23 SES 12 A, Policy Reforms and Teacher Professionalism
Teacher supply and retention is a longstanding issue in several European countries (European Commission 2012, 2013) including the UK (Brown 2015). In England, National Audit Office (NAO) data shows that rates of vacancies and temporarily filled teaching posts have increased from 0.5% of the teaching workforce to 1.2% between 2011 and 2014 (NAO, 2016). Employing teachers from overseas is one solution for filling teacher vacancies. However, following the UK's decision to withdraw from the European Union (EU) it is uncertain whether schools in England will be able to continue recruiting teachers from EU countries. The implications for European teachers already working in England also remain unclear.
Teaching in a foreign country presents numerous challenges. Matthias (NCTL, 2014) found that some teachers from outside of the UK were relatively unfamiliar with the UK education system and faced issues such as questions over the equivalency of their qualifications. The availability of information and support is likely to be especially important to prospective teachers not currently resident in the UK. Halicioglu (2015) found that where teachers seek employment in a different country, they can have difficulty in identifying a school they would like to work in, adapting to the culture of the host country, and developing a familiarity with the school curriculum, the school philosophy and the academic and pastoral expectations placed on them.
One major challenge in recruiting international teachers is being able to find teachers who are likely to remain in the country and in the teaching profession, so schools do not experience a rapid turnover of staff. International teachers also need to be committed to the education system they are entering, and are likely to require some form of mentoring support to help them adapt to the education system they are entering (AMF Report, 2009). However, there is little existing evidence on schools’ approaches and motivations, and the perceived benefits and barriers to recruiting international teachers. The research discussed in the proposed paper addresses this gap in the evidence base.
In November 2016, Sheffield Hallam University and the University of Brighton were commissioned by the Department for Education (DfE) to study the recruitment of international teachers in England. The main aim of the research was to gather evidence that would inform and improve support and guidance provided for schools and teachers looking to fill vacancies in shortage subjects.
The study sought to answer the following research questions:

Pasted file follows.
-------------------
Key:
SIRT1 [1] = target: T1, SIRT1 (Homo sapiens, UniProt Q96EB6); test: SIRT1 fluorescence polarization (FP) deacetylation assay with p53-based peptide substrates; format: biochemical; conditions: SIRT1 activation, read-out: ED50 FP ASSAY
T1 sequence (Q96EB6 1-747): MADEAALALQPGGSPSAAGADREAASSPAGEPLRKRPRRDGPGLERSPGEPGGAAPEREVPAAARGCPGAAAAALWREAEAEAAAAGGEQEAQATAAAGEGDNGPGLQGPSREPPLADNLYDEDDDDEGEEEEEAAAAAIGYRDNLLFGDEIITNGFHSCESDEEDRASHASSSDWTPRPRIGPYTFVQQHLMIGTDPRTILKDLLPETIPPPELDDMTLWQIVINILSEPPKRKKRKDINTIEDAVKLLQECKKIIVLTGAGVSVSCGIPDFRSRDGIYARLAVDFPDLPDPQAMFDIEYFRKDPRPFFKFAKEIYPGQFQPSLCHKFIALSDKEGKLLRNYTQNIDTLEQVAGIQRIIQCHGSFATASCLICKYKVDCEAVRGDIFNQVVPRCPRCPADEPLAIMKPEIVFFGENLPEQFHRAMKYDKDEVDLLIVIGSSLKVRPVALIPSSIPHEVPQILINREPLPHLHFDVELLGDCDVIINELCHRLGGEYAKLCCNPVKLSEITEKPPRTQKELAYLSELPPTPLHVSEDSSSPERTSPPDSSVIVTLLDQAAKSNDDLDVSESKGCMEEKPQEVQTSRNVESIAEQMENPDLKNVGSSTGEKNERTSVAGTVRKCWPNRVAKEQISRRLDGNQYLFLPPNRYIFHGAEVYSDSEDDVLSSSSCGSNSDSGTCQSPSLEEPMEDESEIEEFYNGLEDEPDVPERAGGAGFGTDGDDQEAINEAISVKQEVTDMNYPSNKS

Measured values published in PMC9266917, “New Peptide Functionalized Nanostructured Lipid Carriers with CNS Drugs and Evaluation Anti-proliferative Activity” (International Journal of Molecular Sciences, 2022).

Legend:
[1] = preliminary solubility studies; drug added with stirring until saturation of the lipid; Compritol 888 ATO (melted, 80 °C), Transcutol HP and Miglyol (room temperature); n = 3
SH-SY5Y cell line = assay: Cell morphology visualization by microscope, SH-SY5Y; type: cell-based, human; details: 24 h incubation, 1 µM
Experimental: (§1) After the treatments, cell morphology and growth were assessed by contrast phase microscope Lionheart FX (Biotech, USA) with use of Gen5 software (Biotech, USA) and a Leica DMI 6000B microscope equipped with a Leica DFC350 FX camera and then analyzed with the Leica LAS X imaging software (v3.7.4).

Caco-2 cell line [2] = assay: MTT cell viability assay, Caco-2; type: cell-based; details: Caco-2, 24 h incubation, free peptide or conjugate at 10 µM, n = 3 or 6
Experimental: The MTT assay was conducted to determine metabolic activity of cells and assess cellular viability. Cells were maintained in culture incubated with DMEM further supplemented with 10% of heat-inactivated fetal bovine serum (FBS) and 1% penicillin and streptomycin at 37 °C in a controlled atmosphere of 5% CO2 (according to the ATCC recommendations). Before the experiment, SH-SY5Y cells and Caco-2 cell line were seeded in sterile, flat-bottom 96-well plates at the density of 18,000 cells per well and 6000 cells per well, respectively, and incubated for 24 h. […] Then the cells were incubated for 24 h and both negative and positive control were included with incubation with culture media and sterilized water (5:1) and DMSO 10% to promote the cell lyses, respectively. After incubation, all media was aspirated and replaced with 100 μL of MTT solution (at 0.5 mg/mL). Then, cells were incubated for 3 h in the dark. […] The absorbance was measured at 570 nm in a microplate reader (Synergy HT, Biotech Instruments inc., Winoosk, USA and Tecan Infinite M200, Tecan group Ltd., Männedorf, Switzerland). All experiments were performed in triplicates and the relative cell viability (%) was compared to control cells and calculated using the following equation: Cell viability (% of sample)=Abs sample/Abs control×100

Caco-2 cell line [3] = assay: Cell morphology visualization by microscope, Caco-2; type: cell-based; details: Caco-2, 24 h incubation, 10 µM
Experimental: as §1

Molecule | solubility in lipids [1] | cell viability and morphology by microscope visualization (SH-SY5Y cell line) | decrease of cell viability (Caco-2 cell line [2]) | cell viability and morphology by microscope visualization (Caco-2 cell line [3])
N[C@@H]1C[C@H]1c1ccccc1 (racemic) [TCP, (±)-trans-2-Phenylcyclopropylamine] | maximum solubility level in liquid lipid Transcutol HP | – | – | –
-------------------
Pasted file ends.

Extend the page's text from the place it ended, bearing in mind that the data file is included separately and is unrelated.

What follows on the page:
- What are schools' motivations for recruiting teachers from abroad?
- How are international teachers recruited?
- How do schools support international teachers and how effective are these approaches?
- What motivates international teachers to apply to teach in England and what are their experiences of recruitment?
- What do international recruits (both those who do take up employment in England and those who do not) perceive to be the enablers and barriers to working in England?
- For those who take up posts what is their experience of working in schools and any support received?
Brown, J. (2015) 'The flow of higher qualified new teachers into challenging UK high schools' Research Papers in Education, Vol. 30(3) pp. 287-304 DfE (2016a) Schools workforce in England 2010 to 2015: trends and geographical comparisons. Available online at: https://www.gov.uk/government/uploads/system/uploads/attachment_data/file/550970/SFR44_2016_text.pdf accessed on 27th October, 2016 DfE (2016b) Educational Excellence Everywhere. Available online at: https://www.gov.uk/government/uploads/system/uploads/attachment_data/file/508447/Educational_Excellence_Everywhere.pdf accessed on 27th October, 2016 European Commission/EACEA/Eurydice (2012) Key Data on Education in Europe 2012. Luxembourg: Publications Office of the European Union European Commission/EACEA/Eurydice (2013) Key Data on Teachers and School Leaders in Europe. Luxembourg: Publications Office of the European Union Halicioglu, M.L. (2015) 'Challenges facing teachers new to working in schools overseas' Journal of Research in International Education Vol. 14(3), pp.242–257 Migration Advisory Committee (2016) Call for Evidence: Partial review of the Shortage Occupation List. Available online at: https://www.gov.uk/government/uploads/system/uploads/attachment_data/file/527653/Teachers_Call_for_evidence.pdf accessed on 27th October, 2016 National Audit Office (2016) available online at: https://www.nao.org.uk/wp-content/uploads/2016/02/Training-new-teachers-Summary.pdf accessed on 27th October, 2016 Matthias, C. (2014) Qualitative Research with Shortage Subject Teaching Candidates: The Journey to Teacher Training. NCTL National Association of Head Teachers (NAHT) (2015) NAHT Recruitment Survey. Available online at: www.naht.org.uk/welcome/news-and-media/key-topics/governance/naht-recruitment-survey-shows-growing-problems-in-schools/ accessed on 27th October, 2016 National Foundation for Educational Research (NFER) (2015) Should I stay or should I go? NFER analysis of Teachers Joining and Leaving the Profession. Available online at: https://www.nfer.ac.uk/publications/LFSA01/LFSA01.pdf accessed on 27th October, 2016 NCTL (2015) National College for Teaching and Leadership: Annual report and accounts: Available online at: https://www.gov.uk/government/uploads/system/uploads/attachment_data/file/446611/nctl-annual-report-and-accounts-2014-to-2015.pdf accessed on 27th October, 2016
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